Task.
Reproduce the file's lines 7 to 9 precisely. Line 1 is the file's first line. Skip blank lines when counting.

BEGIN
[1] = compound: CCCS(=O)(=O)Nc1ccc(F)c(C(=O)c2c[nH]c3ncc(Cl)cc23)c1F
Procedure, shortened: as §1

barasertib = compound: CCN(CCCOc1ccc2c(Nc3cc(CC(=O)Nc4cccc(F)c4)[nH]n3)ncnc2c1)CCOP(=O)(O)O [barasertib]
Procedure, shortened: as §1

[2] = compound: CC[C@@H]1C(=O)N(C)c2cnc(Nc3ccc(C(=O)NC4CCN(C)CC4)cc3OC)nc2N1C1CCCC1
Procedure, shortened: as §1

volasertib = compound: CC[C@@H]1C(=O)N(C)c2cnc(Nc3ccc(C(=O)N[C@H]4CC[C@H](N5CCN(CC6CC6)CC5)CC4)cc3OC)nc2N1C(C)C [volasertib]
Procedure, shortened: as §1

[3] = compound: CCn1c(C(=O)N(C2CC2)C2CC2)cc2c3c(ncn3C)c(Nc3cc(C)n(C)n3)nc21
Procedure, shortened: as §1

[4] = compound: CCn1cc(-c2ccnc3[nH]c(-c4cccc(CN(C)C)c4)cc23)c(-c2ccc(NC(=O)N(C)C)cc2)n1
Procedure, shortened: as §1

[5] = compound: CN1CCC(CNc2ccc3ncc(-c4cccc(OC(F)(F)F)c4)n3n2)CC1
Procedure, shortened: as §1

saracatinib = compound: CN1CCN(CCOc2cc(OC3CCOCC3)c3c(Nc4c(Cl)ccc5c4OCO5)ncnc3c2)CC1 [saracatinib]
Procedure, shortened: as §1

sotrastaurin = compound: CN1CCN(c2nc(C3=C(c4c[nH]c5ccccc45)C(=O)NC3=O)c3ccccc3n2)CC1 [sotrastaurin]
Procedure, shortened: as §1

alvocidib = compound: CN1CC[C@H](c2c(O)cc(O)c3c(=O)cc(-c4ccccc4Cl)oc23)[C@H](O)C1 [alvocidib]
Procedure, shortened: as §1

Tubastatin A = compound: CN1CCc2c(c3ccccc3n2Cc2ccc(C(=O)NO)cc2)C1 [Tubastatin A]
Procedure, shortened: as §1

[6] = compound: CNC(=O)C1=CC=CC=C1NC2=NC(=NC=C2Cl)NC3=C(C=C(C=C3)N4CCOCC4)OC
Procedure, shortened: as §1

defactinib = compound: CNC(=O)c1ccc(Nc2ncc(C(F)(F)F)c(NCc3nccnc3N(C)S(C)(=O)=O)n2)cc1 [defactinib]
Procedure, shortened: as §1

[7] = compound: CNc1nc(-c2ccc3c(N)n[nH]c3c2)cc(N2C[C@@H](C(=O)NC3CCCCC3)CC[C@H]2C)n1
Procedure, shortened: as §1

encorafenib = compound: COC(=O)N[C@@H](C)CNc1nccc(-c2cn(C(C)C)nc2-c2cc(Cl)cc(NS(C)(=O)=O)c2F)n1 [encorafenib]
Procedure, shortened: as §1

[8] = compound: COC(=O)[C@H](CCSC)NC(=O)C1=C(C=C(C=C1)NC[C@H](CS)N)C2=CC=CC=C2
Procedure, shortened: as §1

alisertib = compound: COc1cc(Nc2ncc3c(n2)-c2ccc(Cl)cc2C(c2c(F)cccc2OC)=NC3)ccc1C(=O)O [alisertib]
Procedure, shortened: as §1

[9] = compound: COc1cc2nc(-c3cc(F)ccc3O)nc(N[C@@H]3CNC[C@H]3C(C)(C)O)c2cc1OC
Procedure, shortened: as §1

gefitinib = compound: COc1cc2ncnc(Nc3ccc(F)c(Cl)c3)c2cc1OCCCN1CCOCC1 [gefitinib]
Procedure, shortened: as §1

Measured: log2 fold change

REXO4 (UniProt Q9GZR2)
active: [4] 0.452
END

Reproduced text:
volasertib = compound: CC[C@@H]1C(=O)N(C)c2cnc(Nc3ccc(C(=O)N[C@H]4CC[C@H](N5CCN(CC6CC6)CC5)CC4)cc3OC)nc2N1C(C)C [volasertib]
Procedure, shortened: as §1

[3] = compound: CCn1c(C(=O)N(C2CC2)C2CC2)cc2c3c(ncn3C)c(Nc3cc(C)n(C)n3)nc21